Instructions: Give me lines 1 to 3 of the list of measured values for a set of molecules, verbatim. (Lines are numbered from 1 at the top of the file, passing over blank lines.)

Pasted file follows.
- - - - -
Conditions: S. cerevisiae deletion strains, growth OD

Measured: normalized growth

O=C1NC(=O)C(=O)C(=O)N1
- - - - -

Conditions: S. cerevisiae deletion strains, growth OD

Measured: normalized growth

O=C1NC(=O)C(=O)C(=O)N1